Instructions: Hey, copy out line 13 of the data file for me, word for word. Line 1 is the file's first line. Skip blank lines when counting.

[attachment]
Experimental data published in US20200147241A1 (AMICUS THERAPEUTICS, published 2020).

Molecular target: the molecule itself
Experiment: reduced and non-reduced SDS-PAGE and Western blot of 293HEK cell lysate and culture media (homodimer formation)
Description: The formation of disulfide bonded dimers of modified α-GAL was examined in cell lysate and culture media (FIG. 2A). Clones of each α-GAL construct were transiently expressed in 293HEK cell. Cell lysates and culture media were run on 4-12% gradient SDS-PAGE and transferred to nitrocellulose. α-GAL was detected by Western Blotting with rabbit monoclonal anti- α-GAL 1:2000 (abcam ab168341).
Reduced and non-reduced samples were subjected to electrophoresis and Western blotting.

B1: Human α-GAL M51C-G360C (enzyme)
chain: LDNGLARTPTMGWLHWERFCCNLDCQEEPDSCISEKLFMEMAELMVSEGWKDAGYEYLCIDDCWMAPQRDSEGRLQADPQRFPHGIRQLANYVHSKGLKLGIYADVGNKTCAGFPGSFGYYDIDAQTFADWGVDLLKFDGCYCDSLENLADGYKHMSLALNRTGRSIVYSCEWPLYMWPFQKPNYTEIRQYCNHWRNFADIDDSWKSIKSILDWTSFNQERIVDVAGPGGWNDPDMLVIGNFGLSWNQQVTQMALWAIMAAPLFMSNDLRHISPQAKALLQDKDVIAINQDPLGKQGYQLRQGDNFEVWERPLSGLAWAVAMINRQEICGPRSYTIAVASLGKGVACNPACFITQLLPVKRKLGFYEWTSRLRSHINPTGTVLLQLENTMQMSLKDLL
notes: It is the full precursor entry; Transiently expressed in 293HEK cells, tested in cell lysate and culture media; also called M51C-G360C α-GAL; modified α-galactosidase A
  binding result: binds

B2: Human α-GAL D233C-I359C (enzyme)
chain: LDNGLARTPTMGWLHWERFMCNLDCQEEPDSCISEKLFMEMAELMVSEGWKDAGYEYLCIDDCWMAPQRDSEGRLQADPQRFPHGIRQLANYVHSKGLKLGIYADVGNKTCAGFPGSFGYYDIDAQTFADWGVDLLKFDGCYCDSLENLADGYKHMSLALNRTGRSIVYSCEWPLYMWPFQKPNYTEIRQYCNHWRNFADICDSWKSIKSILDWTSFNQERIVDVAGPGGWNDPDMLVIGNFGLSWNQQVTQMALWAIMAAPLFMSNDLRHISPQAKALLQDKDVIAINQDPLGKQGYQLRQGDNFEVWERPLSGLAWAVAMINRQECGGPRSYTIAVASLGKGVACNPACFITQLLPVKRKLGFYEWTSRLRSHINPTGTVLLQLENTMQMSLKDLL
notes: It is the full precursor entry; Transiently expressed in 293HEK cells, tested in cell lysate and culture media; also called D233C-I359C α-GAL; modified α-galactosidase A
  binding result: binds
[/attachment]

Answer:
  binding result: binds